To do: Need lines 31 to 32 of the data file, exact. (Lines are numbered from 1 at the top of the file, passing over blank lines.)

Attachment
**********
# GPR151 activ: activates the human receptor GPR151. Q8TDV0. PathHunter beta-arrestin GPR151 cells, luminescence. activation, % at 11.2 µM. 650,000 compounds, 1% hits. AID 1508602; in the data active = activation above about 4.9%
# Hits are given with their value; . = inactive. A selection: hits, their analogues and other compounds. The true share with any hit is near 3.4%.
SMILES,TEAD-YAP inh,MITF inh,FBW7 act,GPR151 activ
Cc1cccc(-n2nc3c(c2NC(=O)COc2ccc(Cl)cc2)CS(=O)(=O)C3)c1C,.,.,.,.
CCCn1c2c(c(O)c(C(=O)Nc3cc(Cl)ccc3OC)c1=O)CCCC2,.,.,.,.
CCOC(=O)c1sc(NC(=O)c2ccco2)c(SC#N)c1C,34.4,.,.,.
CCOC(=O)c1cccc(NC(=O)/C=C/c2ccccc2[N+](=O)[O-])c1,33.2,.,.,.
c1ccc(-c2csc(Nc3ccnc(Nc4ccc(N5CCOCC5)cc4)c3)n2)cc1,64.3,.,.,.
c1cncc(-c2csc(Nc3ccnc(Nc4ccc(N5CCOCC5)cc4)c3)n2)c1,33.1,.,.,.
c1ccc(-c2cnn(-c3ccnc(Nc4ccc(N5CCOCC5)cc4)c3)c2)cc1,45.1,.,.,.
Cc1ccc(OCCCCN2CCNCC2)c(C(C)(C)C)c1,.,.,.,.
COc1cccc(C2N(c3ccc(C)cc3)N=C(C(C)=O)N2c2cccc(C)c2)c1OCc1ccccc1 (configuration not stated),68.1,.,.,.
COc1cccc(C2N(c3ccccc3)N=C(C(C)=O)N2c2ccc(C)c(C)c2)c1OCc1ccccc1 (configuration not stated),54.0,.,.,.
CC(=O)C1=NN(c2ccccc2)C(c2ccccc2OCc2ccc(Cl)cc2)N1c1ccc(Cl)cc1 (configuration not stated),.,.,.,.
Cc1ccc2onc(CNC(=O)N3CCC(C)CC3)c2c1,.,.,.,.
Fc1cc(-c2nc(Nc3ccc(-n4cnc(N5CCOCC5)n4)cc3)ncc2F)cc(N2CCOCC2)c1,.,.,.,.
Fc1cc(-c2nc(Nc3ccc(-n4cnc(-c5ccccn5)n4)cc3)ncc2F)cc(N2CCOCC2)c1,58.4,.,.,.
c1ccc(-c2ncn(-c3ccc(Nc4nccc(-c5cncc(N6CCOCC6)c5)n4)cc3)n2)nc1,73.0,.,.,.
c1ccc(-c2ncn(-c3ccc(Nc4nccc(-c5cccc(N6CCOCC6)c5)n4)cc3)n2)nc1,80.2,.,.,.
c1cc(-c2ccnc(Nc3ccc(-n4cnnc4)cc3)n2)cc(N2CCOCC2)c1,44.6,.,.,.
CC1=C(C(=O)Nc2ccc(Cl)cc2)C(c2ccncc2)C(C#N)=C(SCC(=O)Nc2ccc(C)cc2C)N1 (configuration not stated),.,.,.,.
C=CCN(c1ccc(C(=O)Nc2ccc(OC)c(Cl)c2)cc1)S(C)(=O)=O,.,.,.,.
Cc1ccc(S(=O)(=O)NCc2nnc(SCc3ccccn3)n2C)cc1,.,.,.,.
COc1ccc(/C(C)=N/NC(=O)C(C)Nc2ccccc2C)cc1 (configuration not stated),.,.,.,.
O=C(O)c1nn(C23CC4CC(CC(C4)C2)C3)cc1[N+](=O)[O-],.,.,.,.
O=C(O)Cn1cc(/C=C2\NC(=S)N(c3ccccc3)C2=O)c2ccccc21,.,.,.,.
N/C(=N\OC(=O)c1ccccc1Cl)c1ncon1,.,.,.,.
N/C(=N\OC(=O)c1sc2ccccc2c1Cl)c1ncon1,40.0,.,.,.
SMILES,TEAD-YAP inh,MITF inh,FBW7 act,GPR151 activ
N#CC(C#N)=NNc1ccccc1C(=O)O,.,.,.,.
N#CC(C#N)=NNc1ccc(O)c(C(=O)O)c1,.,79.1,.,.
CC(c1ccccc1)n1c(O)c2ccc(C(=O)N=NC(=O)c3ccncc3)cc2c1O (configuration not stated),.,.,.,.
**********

N#CC(C#N)=NNc1ccc(O)c(C(=O)O)c1,.,79.1,.,.
CC(c1ccccc1)n1c(O)c2ccc(C(=O)N=NC(=O)c3ccncc3)cc2c1O (configuration not stated),.,.,.,.